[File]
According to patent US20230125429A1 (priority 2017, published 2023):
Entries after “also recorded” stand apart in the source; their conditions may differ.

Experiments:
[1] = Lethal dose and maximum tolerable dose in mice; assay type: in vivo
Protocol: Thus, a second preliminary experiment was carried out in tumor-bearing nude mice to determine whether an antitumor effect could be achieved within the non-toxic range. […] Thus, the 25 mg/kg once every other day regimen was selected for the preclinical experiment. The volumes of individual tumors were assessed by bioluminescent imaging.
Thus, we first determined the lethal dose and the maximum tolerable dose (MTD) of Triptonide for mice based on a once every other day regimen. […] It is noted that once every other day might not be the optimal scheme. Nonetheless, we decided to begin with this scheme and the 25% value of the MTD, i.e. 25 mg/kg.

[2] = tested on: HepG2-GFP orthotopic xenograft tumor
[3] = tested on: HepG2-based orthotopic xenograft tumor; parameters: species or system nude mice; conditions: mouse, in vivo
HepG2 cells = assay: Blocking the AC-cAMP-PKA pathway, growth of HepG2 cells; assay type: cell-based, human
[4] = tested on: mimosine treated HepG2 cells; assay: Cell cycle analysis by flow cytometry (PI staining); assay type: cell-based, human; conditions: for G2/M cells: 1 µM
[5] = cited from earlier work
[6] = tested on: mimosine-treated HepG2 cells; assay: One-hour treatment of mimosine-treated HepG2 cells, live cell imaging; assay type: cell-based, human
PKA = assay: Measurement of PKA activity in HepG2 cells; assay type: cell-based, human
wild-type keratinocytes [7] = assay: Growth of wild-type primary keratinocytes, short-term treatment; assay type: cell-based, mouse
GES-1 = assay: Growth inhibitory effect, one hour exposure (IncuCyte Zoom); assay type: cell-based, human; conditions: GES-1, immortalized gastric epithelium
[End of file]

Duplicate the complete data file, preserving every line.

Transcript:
According to patent US20230125429A1 (priority 2017, published 2023):
Entries after “also recorded” stand apart in the source; their conditions may differ.

Experiments:
[1] = Lethal dose and maximum tolerable dose in mice; assay type: in vivo
Protocol: Thus, a second preliminary experiment was carried out in tumor-bearing nude mice to determine whether an antitumor effect could be achieved within the non-toxic range. […] Thus, the 25 mg/kg once every other day regimen was selected for the preclinical experiment. The volumes of individual tumors were assessed by bioluminescent imaging.
Thus, we first determined the lethal dose and the maximum tolerable dose (MTD) of Triptonide for mice based on a once every other day regimen. […] It is noted that once every other day might not be the optimal scheme. Nonetheless, we decided to begin with this scheme and the 25% value of the MTD, i.e. 25 mg/kg.

[2] = tested on: HepG2-GFP orthotopic xenograft tumor
[3] = tested on: HepG2-based orthotopic xenograft tumor; parameters: species or system nude mice; conditions: mouse, in vivo
HepG2 cells = assay: Blocking the AC-cAMP-PKA pathway, growth of HepG2 cells; assay type: cell-based, human
[4] = tested on: mimosine treated HepG2 cells; assay: Cell cycle analysis by flow cytometry (PI staining); assay type: cell-based, human; conditions: for G2/M cells: 1 µM
[5] = cited from earlier work
[6] = tested on: mimosine-treated HepG2 cells; assay: One-hour treatment of mimosine-treated HepG2 cells, live cell imaging; assay type: cell-based, human
PKA = assay: Measurement of PKA activity in HepG2 cells; assay type: cell-based, human
wild-type keratinocytes [7] = assay: Growth of wild-type primary keratinocytes, short-term treatment; assay type: cell-based, mouse
GES-1 = assay: Growth inhibitory effect, one hour exposure (IncuCyte Zoom); assay type: cell-based, human; conditions: GES-1, immortalized gastric epithelium